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The Trogons form a well-marked family of insectivorous forest-haunting birds, whose dense yet puffy plumage exhibits the most exquisite tints of pink, crimson, orange, brown, or metallic green, often relieved by delicate bands of pure white. In one Guatemalan species the tail coverts are enormously lengthened into waving plumes of rich metallic green, as graceful and marvellous as those of the Paradise-birds. Trogons are tolerably abundant in the Neotropical and Oriental regions, and are represented in Africa by a single species of a peculiar genus. The genera now generally admitted are the following:—

Trogon (24 sp.), Paraguay to Mexico, and west of the Andes in Ecuador; Temnotrogon (1 sp.), Hayti; Priomoteles (1 sp.), Cuba (Plate XVII. Vol. II, p. 67); Apaloderma (2 sp.), Tropical and South Africa; Harpactes (10 sp.), the Oriental region, excluding China; Pharomacrus (5 sp.), Amazonia to Guatemala; Euptilotis (1 sp.), Mexico. . . . - * ... Remains of Trogon have been found in the Miocene deposits of France; and we are thus able to understand the existing distribution of the family. At that exceptionally mild period in the northern hemisphere, these birds may have ranged over all Europe and, North America; but, as the climate became more severe they gradually became restricted to the tropical regions, where alone a sufficiency of fruit and insect-food is found all the year round.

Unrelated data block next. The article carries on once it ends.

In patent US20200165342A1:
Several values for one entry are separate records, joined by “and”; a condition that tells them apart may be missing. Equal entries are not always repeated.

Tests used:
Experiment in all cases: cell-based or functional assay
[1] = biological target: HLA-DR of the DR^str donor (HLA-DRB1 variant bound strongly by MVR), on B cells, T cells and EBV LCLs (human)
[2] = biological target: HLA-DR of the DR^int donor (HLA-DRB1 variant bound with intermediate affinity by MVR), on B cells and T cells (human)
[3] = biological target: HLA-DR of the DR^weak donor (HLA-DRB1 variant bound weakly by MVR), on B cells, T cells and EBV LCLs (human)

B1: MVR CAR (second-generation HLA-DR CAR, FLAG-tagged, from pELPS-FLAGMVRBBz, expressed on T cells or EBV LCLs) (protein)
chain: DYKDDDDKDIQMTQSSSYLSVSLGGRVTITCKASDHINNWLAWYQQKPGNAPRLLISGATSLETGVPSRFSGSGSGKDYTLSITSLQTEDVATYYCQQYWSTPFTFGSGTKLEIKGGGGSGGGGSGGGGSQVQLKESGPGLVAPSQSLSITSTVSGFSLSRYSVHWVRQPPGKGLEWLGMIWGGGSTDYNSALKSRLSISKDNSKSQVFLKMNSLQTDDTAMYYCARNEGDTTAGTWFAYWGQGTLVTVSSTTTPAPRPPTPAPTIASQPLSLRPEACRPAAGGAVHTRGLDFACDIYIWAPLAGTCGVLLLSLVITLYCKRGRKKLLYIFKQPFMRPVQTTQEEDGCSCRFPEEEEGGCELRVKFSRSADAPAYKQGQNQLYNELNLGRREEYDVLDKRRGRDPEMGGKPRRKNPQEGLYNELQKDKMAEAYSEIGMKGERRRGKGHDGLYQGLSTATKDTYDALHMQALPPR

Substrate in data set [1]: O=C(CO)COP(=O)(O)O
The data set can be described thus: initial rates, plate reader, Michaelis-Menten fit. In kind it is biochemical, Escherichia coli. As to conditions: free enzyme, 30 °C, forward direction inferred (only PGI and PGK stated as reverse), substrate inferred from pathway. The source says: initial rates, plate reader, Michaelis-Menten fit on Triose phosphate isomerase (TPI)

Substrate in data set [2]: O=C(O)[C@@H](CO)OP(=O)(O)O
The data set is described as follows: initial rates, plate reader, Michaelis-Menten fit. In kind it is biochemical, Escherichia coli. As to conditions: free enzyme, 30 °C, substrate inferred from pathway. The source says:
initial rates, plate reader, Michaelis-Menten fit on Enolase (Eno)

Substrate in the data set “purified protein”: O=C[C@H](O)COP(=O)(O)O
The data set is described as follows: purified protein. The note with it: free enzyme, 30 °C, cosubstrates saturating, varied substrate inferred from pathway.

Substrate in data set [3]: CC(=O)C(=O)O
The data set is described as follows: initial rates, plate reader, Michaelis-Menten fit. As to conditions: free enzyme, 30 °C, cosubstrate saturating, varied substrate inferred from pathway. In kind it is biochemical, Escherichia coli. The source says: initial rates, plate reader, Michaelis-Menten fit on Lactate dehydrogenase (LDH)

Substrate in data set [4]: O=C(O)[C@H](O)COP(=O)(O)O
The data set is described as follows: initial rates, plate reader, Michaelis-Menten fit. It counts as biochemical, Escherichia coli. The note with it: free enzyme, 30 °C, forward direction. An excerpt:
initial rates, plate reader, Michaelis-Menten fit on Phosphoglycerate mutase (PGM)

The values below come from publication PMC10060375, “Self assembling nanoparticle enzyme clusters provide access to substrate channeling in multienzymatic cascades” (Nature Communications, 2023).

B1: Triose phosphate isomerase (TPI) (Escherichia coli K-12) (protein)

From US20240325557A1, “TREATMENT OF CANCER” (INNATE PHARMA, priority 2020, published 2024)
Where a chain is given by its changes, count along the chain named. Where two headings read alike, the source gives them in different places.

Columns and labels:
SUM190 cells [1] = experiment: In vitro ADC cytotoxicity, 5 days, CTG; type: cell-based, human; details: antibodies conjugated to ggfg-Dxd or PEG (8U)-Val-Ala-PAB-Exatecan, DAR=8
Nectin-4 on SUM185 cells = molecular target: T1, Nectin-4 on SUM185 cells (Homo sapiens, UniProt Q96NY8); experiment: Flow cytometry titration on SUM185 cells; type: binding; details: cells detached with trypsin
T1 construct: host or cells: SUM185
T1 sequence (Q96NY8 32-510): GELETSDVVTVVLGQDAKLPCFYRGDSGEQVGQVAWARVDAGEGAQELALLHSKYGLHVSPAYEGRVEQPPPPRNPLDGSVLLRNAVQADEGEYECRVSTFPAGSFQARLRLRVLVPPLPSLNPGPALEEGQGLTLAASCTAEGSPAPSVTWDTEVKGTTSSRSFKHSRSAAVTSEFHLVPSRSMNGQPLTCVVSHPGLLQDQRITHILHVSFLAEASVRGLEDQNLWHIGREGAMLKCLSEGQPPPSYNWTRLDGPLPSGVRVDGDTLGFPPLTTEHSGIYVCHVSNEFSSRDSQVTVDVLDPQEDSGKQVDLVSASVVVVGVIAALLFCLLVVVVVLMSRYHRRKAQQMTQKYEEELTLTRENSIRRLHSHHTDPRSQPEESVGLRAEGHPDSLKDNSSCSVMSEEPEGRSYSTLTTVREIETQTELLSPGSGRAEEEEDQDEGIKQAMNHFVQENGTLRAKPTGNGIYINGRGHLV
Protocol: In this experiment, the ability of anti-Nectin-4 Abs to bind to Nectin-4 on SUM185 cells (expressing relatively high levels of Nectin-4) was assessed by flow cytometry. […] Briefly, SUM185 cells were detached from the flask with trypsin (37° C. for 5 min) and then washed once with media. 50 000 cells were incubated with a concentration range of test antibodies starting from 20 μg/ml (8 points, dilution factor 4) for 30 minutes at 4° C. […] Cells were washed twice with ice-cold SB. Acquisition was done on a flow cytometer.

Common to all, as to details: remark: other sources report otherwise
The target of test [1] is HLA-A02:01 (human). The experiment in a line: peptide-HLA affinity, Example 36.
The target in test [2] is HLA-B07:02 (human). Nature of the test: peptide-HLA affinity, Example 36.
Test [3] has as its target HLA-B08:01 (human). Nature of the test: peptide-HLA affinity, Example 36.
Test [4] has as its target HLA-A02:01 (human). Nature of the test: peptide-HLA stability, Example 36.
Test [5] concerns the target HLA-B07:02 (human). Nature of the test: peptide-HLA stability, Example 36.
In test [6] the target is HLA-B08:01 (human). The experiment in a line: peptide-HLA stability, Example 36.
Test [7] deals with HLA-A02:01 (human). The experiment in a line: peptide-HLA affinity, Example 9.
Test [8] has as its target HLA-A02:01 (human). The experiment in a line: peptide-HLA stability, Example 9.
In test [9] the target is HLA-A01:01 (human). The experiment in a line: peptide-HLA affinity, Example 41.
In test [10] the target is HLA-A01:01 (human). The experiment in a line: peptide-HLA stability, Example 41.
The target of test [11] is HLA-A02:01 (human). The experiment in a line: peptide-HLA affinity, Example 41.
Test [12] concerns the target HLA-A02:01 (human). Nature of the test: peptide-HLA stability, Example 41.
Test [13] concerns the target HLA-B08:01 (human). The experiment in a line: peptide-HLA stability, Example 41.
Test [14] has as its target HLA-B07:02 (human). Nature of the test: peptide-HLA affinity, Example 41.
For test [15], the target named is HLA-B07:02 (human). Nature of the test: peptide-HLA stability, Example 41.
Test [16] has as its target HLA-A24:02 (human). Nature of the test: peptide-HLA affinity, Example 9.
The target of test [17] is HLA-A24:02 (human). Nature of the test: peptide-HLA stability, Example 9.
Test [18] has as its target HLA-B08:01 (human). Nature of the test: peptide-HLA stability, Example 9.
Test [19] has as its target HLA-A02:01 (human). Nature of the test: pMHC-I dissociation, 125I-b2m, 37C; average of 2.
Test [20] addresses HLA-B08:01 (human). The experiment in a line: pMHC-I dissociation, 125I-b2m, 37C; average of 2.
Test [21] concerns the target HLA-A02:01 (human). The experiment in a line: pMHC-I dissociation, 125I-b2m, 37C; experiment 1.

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The Kingfishers are distributed universally, but very unequally, over the globe, and in this respect present some of the most curious anomalies to be found among birds. They have their metropolis in the eastern half of the Malay Archipelago (our first Australian sub-region), from Celebes to New Guinea, in which district no less than 13 out of the 19 genera occur, 8 of them being peculiar; and it is probable that in no other equally varied group of universal distribution, is so large a proportion of the generic forms confined to so limited a district. From this centre kingfishers decrease rapidly in every direction. In Australia itself there are only 4 genera with 13 species; the whole Oriental region has only 6 genera, 1 being peculiar; the Ethiopian also 6 genera, but 3 peculiar; and each of these have less than half the number of species possessed by the Australian region. The Palaearctic region possesses only 3 genera, all derived from the Oriental region; but the most extraordinary deficiency is shown by the usually rich Neotropical region, which possesses but a single genus, common to the larger part of the Eastern Hemisphere, and the same genus is alone found in the Nearctic region, the only difference being that the former possesses eight, while the latter has but a single species. These facts almost inevitably lead to the conclusion that America long existed without kingfishers; and that in comparatively recent times (perhaps during the Miocene or Pliocene period), a species of the Old World genus, Coryle, found its way into North America, and spreading rapidly southward along the great river-valleys has become differentiated in South America into the few closely allied forms that alone inhabit that vast country—the richest in the world in fresh-water fish, and apparently the best fitted to sustain a varied and numerous body of kingfishers. - . The names of the genera, with their distribution and the number of species in each, as given by Mr. Sharpe in his ex-. cellent monograph of the family, is as follows:— Alcedo (9 sp.), Palaearctic, Ethiopian, and Oriental regions (but absent from Madagascar), and extending into the Austro-Malayan sub-region; Corythornis (3 sp.), the whole Ethiopian region; Alcyone (7 sp.), Australia and the Austro-Malayan sub-region, with one species in the Philippine Islands; Ceryle (13 sp.), absent only from Australia, the northern half of the Palaearctic region, and Madagascar; Pelargopsis (9 sp.), the whole Oriental region, and extending to Celebes and Timor in the Austro-Malayan subregion; Ceya (11 sp.), the Oriental region and Austro-Malayan subregion, but absent from Celebes, and only one species in continental India and Ceylon; Ceycopsis (1 sp.), Celebes; Myiocesa (2 sp.), West Africa; Ipsidina (4 sp.), Ethiopian region; Syma (2 sp.), Papua and North Australia; Halcyon (36 sp.), Australian, Oriental, and Ethiopian regions, and the southern part of the Palaearctic ; Dacelo (6 sp.), Australia and New Guinea; Todorhamphus (3 sp.), Eastern Pacific Islands only; Monachalcyon (1 sp.), Celebes; Caridonaa, (1 sp.), Lombok and Flores; Corcineutes (2 sp.), Siam to Borneo and Java ; Tanysiptera (14 sp.), Moluccas New Guinea, and North Australia (Plate X. Vol. I. p. 414); Cittura (2 sp.), Celebes group; Melidora (1 sp.), New Guinea.